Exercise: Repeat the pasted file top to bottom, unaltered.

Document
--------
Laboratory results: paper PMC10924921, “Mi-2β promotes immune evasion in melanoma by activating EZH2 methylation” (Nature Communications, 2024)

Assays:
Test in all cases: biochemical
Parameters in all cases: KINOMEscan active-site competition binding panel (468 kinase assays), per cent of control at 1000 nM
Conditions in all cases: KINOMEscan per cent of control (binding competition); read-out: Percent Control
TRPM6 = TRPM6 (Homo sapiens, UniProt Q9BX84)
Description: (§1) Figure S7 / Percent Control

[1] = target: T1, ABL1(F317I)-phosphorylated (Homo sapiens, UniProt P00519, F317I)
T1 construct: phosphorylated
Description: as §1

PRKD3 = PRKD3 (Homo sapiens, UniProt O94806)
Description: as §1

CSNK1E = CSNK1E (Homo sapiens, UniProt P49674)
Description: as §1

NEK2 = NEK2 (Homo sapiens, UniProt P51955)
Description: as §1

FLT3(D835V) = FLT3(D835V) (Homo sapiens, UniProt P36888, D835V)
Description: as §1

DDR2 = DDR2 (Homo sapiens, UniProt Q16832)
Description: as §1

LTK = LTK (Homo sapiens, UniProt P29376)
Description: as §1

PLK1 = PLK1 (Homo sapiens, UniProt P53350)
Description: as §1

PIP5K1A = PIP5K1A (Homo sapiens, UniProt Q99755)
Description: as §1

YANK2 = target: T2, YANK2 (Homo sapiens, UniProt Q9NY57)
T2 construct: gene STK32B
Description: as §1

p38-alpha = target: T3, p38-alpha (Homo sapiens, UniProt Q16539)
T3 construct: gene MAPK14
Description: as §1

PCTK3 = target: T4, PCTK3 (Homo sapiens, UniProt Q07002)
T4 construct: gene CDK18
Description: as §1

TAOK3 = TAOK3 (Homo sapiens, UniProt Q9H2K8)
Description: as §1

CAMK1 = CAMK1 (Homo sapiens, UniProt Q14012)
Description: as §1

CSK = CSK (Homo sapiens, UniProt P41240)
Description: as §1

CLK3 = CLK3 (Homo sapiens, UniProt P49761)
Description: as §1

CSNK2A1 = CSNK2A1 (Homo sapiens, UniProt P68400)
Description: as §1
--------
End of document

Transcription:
Laboratory results: paper PMC10924921, “Mi-2β promotes immune evasion in melanoma by activating EZH2 methylation” (Nature Communications, 2024)

Assays:
Test in all cases: biochemical
Parameters in all cases: KINOMEscan active-site competition binding panel (468 kinase assays), per cent of control at 1000 nM
Conditions in all cases: KINOMEscan per cent of control (binding competition); read-out: Percent Control
TRPM6 = TRPM6 (Homo sapiens, UniProt Q9BX84)
Description: (§1) Figure S7 / Percent Control

[1] = target: T1, ABL1(F317I)-phosphorylated (Homo sapiens, UniProt P00519, F317I)
T1 construct: phosphorylated
Description: as §1

PRKD3 = PRKD3 (Homo sapiens, UniProt O94806)
Description: as §1

CSNK1E = CSNK1E (Homo sapiens, UniProt P49674)
Description: as §1

NEK2 = NEK2 (Homo sapiens, UniProt P51955)
Description: as §1

FLT3(D835V) = FLT3(D835V) (Homo sapiens, UniProt P36888, D835V)
Description: as §1

DDR2 = DDR2 (Homo sapiens, UniProt Q16832)
Description: as §1

LTK = LTK (Homo sapiens, UniProt P29376)
Description: as §1

PLK1 = PLK1 (Homo sapiens, UniProt P53350)
Description: as §1

PIP5K1A = PIP5K1A (Homo sapiens, UniProt Q99755)
Description: as §1

YANK2 = target: T2, YANK2 (Homo sapiens, UniProt Q9NY57)
T2 construct: gene STK32B
Description: as §1

p38-alpha = target: T3, p38-alpha (Homo sapiens, UniProt Q16539)
T3 construct: gene MAPK14
Description: as §1

PCTK3 = target: T4, PCTK3 (Homo sapiens, UniProt Q07002)
T4 construct: gene CDK18
Description: as §1

TAOK3 = TAOK3 (Homo sapiens, UniProt Q9H2K8)
Description: as §1

CAMK1 = CAMK1 (Homo sapiens, UniProt Q14012)
Description: as §1

CSK = CSK (Homo sapiens, UniProt P41240)
Description: as §1

CLK3 = CLK3 (Homo sapiens, UniProt P49761)
Description: as §1

CSNK2A1 = CSNK2A1 (Homo sapiens, UniProt P68400)
Description: as §1